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If I contributed let's say $4000 of after-tax money to my ROTH IRA early in 2021 and withdrew $3000 later in the year, am I correct in thinking this is not taxable income and I don't need to report it on my tax return?

I found multiple sources stating something like "You can always withdraw your original contributions from your Roth IRA tax-free."

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Assuming this is not a correction of excess contributions, which is handled differently, but which you didn't say, your numbers don't suggest, and if it were it should have included allocable earnings:

Yes, (normal) distribution from Roth of amounts up to your contributions (treated as taken first), at any time (even before age 59.5 or exception, or before 5 years) is nontaxable. However, if early and thus 'nonqualified' you do have to report it on form 8606 part III to show its nontaxability; see the instructions here (also downloadable in PDF, go up one level at the top of the page or to https://www.irs.gov/forms-instructions where the form is also available).

Amounts converted from a trad IRA or rolled-over from a trad (non-Roth) empployer plan, which were subject to normal tax at the time converted or rolled-over, are also distributable without normal tax, but they are accounted separately on 8606, because if they are early and within 5 years of the conversion/rollover they are subject to the 10% additional tax, see pub 590-B at Additional Tax on Early Distributions and its link to Appendix C.

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The withdrawal of your original amount is always tax-free and penalty-free. However, as per this IRS article you may still need to fill Form 1040 although your distributions will not add to your taxable income.

As per this Schwab article -

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This Investopedia article gives some additional information regarding earnings (which I realize is redundant info for your question), particularly this section (it may not be clear in the article but what they mean by held their accounts for at least five years actually means the amount being withdrawn was contributed five years ago or earlier) -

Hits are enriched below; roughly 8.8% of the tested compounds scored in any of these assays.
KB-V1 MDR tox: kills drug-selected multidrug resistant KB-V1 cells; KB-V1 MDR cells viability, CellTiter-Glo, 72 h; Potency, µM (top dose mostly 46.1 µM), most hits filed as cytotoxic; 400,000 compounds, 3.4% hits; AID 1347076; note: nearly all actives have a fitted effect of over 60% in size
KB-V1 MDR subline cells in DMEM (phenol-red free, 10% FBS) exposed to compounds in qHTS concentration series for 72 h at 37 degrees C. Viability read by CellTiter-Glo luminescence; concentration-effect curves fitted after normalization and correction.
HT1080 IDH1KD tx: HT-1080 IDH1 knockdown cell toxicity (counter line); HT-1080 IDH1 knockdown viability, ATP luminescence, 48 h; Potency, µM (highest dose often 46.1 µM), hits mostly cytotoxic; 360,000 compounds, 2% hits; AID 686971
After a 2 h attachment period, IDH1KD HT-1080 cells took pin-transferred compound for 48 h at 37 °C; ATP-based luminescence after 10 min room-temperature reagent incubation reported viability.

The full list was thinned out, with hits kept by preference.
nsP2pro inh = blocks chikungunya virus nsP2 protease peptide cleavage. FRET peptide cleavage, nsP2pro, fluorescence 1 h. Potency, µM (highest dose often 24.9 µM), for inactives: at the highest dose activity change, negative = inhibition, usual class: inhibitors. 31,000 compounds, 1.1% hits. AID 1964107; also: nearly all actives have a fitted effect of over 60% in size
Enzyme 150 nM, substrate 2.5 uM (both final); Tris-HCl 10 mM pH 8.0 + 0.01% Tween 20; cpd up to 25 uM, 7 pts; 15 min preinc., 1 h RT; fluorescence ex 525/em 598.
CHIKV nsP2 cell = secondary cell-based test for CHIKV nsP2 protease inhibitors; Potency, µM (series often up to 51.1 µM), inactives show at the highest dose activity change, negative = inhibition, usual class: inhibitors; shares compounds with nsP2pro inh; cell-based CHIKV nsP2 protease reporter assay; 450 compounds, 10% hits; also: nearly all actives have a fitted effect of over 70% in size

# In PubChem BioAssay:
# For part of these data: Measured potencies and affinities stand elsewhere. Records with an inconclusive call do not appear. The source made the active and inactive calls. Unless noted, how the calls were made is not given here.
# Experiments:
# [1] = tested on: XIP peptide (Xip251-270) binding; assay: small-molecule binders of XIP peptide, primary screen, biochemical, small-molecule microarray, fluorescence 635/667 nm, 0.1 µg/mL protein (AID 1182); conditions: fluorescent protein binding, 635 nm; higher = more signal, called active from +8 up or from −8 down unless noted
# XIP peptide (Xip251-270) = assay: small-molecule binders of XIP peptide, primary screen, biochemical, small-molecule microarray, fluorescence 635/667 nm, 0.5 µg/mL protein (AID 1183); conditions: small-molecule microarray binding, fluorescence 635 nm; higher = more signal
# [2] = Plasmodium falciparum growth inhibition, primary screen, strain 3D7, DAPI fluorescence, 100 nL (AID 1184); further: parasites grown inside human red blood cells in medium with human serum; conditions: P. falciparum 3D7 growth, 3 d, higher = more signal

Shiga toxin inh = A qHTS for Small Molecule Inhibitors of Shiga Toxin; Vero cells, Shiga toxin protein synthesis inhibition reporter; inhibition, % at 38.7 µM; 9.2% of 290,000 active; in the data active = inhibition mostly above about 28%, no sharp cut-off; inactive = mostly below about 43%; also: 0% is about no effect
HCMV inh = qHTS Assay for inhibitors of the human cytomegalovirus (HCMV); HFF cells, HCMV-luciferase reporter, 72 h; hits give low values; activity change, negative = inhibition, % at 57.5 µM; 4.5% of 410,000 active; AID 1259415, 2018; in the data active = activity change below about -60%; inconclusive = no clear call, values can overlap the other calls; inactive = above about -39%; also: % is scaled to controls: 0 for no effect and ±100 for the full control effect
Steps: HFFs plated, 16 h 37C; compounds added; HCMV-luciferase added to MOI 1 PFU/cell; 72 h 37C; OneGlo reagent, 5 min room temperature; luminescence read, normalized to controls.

People over 59½ who've held their accounts for at least five years old can withdraw contributions and earnings with no tax or penalty. Special exceptions apply for those who are under 59½ or don't meet the five-year rule if make withdrawals for a first-time home purchase, college expenses, or other situations.

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  • How is the section you quoted related to the OP?
    – littleadv
    Commented Feb 9, 2022 at 2:17
  • That same Investopedia article states the following "Account-holders can always withdraw the money they contribute without incurring taxes or penalties.". To me this means I can withdraw my contributions tax free even if I'm under 59 1/2... correct?
    – Dean Kuga
    Commented Feb 9, 2022 at 2:19
  • @littleadv added additional info to make it more relevant
    – Chait
    Commented Feb 9, 2022 at 2:41
  • @DeanKuga you're right, the contributions are always tax-free and penalty-free, only what I mentioned applies to earnings only - I updated my answer to reflect that
    – Chait
    Commented Feb 9, 2022 at 2:42
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So, in H&R Block software I entered the 1099-R I received from Fidelity for the withdrawal from my ROTH IRA. Distribution Code was J which is early withdrawal. This significantly reduced my return amount because taxes and penalty were assessed.

However, per advice here I searched for form 8606 and found this:

Form 8606

I chose to go through the Interview and at one point there was a question on how much money I contributed to my ROTH IRA since it was opened, excluding rollovers, and after entering the amount which was greater than the distribution my return amount was modified to what it was prior to entering 1099-R.

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